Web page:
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Are You the Jealous Type? Check the Signs and Identify the Root Causes

Are You the Jealous Type? Check the Signs and Identify the Root Causes

There are times when jealousy affects the best among us. However, it is not always perceived the same. Different people may experience or display jealousy in contrasting fashion, owing largely to their personality types. But regardless, you need to understand that whether you believe being jealous is justified or not, it eventually ends up becoming a destructive influence, and will negatively affect your wellbeing.

But Just What Is Jealousy?

In its simplest form, jealously can be defined as an emotion, or combination of emotions that manifest as either thought, actions or emotional feelings. It is believed that most people will experience feelings of jealousy at one point or another in their lives, and while the reasons for jealousy are common among all walks of life, the expressions can vary significantly.

How To Identify If You Suffer From Jealousy

The appearance of jealousy may not always be obvious from an outside perspective, but traits are present that you would be able to identify. These include:

You Snoop: this can include prying into private mail or email, screening phone calls, or just needing to know where your significant other or loved one is at all times. This can also include friends, who may be in contact with others you despise, causing you to feel left out.

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Pettiness: if you find yourself picking arguments for tiny things, and disguising it as “telling the truth”, this is one of the signs of jealousy. On a subliminal level, the goal is to make the other person feel some of the emotions you are experiencing, but sugar coating it at the same time.

You Constantly Experience Doubts And Need Reassurance: eventually, a point is reached when your significant other/friend stops entertaining outbursts of jealously, and this is when things take a new level. You may find yourself outright questioning that person if they still care about you, but are never convinced enough to listen to the reassurances. This could be a slippery slide down to a very dark place, so try not to have your feelings of jealousy get this bad.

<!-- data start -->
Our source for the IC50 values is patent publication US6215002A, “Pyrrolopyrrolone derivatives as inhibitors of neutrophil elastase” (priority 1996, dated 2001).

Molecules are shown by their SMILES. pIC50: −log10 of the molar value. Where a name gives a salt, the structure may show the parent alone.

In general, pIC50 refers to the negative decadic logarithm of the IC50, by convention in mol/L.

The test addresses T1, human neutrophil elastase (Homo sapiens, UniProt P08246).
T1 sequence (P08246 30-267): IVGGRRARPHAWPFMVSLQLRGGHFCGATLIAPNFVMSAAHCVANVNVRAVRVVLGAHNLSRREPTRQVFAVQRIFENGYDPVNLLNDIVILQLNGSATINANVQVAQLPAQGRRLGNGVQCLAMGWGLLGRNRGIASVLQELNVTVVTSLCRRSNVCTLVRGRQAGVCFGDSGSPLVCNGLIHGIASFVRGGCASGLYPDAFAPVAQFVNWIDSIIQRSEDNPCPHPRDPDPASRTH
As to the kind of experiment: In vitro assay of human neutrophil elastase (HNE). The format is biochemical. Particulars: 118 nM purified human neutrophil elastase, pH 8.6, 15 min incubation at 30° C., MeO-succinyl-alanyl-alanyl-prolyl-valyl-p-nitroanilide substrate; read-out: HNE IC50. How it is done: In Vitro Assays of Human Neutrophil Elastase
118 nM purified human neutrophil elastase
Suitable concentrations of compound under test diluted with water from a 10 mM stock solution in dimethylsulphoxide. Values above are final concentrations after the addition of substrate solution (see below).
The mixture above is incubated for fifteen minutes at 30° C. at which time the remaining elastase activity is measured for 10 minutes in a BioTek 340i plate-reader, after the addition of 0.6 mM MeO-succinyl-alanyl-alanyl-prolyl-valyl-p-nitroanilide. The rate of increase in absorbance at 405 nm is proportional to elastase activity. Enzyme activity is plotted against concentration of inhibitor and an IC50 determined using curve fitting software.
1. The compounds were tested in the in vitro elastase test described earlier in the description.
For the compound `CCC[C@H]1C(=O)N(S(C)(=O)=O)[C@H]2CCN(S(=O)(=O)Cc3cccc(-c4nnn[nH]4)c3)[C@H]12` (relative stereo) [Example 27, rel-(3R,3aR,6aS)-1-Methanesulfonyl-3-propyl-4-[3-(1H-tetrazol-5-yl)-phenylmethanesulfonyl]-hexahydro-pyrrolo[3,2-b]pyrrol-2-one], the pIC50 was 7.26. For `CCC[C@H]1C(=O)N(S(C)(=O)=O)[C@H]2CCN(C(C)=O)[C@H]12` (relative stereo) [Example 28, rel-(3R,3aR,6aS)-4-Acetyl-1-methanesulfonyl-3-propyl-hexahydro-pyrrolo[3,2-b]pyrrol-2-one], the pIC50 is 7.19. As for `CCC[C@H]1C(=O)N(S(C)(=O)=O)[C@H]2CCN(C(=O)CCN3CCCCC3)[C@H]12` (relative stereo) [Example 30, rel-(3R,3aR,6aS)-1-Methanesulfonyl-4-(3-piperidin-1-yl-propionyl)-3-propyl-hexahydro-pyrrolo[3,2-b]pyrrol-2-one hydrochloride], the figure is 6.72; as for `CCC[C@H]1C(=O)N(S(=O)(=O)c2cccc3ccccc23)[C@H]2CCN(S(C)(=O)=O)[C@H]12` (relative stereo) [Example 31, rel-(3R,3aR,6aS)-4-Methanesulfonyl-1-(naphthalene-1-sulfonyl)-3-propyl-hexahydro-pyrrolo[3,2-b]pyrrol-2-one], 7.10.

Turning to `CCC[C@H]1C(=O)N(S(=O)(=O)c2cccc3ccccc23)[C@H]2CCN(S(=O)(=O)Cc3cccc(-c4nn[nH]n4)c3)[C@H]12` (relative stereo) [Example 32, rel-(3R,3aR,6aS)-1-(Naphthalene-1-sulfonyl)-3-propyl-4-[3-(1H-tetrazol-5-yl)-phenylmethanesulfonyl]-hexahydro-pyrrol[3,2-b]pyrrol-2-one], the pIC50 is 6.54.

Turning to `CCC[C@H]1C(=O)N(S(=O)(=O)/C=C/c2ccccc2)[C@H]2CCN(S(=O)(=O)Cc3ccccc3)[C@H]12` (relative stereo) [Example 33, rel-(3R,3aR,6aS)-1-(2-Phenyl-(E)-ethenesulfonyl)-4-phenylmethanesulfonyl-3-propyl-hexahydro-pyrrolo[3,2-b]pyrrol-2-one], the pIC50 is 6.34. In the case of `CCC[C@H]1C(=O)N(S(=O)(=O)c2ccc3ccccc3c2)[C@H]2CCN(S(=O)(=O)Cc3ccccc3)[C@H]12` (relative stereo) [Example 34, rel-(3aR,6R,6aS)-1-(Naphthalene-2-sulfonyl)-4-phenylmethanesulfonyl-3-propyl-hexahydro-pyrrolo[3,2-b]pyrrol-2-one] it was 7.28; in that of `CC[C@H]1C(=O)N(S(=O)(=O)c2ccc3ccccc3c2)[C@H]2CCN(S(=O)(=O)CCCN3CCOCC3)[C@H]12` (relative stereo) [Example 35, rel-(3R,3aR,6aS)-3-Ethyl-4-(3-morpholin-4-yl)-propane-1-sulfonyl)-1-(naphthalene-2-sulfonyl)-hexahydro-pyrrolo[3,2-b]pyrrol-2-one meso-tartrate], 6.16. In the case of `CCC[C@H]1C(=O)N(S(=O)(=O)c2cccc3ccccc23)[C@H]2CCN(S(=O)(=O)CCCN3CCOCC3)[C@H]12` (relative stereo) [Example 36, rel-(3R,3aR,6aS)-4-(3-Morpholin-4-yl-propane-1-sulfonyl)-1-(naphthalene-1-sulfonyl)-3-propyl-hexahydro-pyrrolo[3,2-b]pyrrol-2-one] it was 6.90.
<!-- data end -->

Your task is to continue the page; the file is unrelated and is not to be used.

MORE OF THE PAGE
Insincerity: jealously does not just stem from the belief that your partner is hiding an external relationship, but can also be triggered when the other person is uplifted. This can be as a result of a promotion, an extravagant gift from a relative, or anything that make the other person happy. You may say “congratulations” or “I’m happy for you”, but your true feelings show through as insincerity.

You Humiliate In Public: this is extremely bad, and may include snarky remarks like “you’re checking that guy/girl out” and more. These public displays of humiliation that embarrasses your companion stem from jealousy, or bringing up past failures/ mistakes.

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Why Do Your Experience Jealousy?

Most of the causes of jealousy are common; meaning that if you experience it, the triggers are the same, regardless of cultural differences. These commonly include:

Insecurity: insecurity often does not just randomly appear [1], but develops slowly over a relationship. For example, if you notice your significant other publicly checking out other people, you develop some feelings of insecurity. Likewise, being uncomfortable with who you are, and then equating it with the fact that you’re not good enough for your partner can further insecurity.

Fear: primarily the fear that your partner will leave you for someone better, may cause you to lash out and more publicly display jealousy. This could be the worst possible way to handle things, however, as lashing out due to fear will only serve to worsen things.

Competition: completion in a relationship is very common, even though you might like to believe that one person uplifts another. There is a constant battle on the low to see who is the “better” person in the relationship, which may lead to development of jealousy in at least one person. Not all competition is healthy competition, as we were taught in school.

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Why Jealousy Is A Matter You Should be Concerned With

It is believed that a little jealousy is good, as it shows that you have “interest” in your significant other, but this is not really the case. In fact, we all experience jealousy- that is a fact. But there are significant differences in the way we express our jealousy.

In fact, according to the Myers-Briggs Personality test (MBTI), differences in our personality type determine to a large extent the way we deal with jealousy. This is why some people seem unbothered by jealousy, or why some people do not see why their partner is acting out. On the other hand, some people experience a larger degree of extroverted emotional feelings than others, whereby they wear their emotions as a proud badge of honor.

At the end of it all, what you should be concerned with is the way jealousy can alter your relationship. You can use it productively to change the way you handle your emotions, or let it run amok like wildfire and cause destruction. Your choice.

How To Address Your Jealousy